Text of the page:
Joe Biden reached back to that moment, and gave the most significant speech on monopolies by an American President since then. “Capitalism without competition isn’t capitalism,” he said. “It’s exploitation.” The speech very much paralleled how FDR framed his talk, emphasizing the importance of small business, workers, and consumers. Biden talked of the need to take on Big Tech, Big Pharma, and Big Ag, and even cited FDR’s call for an economic bill of rights, quoting Roosevelt’s goal of ensuring the “right of every businessman, large and small, to trade in an atmosphere of freedom from unfair competition and domination by monopolies at home or abroad.”
But far more important was Biden’s explicit criticism of the Chicago School, by name. “Forty years ago we chose the wrong path,” said Biden. “Following the misguided philosophy of people like Robert Bork, we pulled back on enforcing laws to promote competition. We are now forty years into the experiment of letting giant corporations accumulate more and more power.” …
mattstoller.substack.com/ 2020 Harvard Business Review Recommends Private Equity Focus on Monopolization All the easy profits are gone. Market power is the only piece left. by Matt Stoller
… “Increasingly, I suspect private equity is in crisis. Apollo is facing investor demands over subpar returns, private equity PR campaigns are going south, and the industry is desperately trying to get retail investors to replace the money they would have gotten from pension funds. Moreover, the return of ‘club deals,’ in which PE funds band together to hold down prices of portfolio firms, suggests that the market is at its peak.
So what’s left? Monopolization, or what they call building out an ‘ecosystem,’ to actually increase firm revenue. Here’s what they recommend. …
Now, it’s hard to figure out exactly what they mean. Buying in common means combining bargaining power, which is clearly about monopolization. But I suspect that this is basically what happened in the late 1960s when conglomerate owners couldn’t figure out how to drive any efficiencies out of owning a line of business that made missiles and a different line of business that made, say, tennis rackets. Conglomerates were in the end all about playing accounting games, aka financial engineering, and thus made no sense if you see wealth as the ability to create goods and services.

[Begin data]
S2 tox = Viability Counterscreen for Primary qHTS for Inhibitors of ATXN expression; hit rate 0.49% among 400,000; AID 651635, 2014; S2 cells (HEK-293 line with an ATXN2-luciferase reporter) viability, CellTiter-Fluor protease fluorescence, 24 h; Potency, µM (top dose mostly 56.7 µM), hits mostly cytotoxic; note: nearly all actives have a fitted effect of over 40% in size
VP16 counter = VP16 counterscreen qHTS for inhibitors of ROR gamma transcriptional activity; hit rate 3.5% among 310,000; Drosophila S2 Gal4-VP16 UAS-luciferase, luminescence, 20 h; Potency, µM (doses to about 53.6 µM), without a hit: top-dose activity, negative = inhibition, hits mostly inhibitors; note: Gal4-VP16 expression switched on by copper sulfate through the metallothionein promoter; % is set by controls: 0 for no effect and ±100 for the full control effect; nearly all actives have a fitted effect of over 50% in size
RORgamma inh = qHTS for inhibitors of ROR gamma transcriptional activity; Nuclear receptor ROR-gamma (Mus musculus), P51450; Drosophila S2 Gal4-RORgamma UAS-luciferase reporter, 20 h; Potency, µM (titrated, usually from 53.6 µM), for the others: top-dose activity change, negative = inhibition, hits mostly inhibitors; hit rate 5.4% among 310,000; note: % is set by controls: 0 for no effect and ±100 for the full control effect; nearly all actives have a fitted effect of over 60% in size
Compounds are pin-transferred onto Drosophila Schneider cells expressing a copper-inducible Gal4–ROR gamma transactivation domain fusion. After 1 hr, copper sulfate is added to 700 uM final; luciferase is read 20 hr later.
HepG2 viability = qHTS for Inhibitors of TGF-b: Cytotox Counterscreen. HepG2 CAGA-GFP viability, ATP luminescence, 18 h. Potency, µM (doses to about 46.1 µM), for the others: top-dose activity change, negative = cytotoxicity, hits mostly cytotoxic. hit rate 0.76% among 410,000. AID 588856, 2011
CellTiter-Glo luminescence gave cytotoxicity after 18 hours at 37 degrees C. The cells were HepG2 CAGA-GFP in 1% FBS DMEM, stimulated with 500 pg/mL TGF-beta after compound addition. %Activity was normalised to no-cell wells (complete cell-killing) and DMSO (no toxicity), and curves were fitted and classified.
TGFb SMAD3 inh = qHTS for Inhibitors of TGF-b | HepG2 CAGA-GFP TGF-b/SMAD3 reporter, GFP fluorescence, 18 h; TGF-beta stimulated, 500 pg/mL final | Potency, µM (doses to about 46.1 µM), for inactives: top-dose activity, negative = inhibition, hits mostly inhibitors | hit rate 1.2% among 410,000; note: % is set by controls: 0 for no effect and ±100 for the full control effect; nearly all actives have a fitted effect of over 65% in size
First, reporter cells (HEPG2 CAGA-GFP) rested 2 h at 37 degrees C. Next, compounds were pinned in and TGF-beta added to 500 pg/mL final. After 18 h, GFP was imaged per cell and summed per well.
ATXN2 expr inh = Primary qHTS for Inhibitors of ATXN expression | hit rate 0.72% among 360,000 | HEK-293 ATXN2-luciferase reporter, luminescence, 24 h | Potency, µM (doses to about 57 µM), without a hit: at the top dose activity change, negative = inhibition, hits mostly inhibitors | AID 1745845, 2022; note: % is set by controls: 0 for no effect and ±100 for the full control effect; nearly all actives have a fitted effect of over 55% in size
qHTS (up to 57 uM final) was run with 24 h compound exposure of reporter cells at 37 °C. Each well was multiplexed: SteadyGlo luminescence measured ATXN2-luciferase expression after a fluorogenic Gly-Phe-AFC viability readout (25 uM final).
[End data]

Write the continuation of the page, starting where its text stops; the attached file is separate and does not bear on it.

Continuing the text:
Conglomerate managers back then put forward a lot of jargon-y nonsense back then similar to this HBR article to describe why their strategies made sense, how they weren’t just financial vultures. The difference is that in the 1960s and 1970s, we enforced antitrust laws, so they couldn’t monopolize even if they wanted to. This time, PE fund managers, who are basically just conglomerate managers reborn, can create monopolies, sorry, I mean ‘ecosystems,’ if they are able. It’s not entirely clear whether they will be able to do so. Some probably will, some won’t.” …
The End Game: Part I
… “It’s time to pull it all together, and figure out how we got to where we are, with US markets breaking record highs in the middle of a global recession and pandemic. The rampant inflation of the 1970s forced a change of tactics from the Fed which began cutting interest rates by too much during crises, and not raising them enough afterwards. After 2008, it also began printing money and buying financial assets to stimulate economies. As a result, indebtedness has increased. It’s no longer with the banks though. It’s mainly with corporates and governments. That is why we are at the stage where bond yields are at all-time lows at the same time as stocks are at all-time highs. Both have experienced mind-bending, five-decade bull runs. Meanwhile, average workers are being priced out of these financial gains, leading to a widening of gaps in society. With all of the above factors gaining momentum, markets are headed for a reckoning. Like all cycles, they cannot go on forever. Market cap cannot exceed GDP forever. Valuations cannot go up forever. Debt burdens cannot grow forever. …”…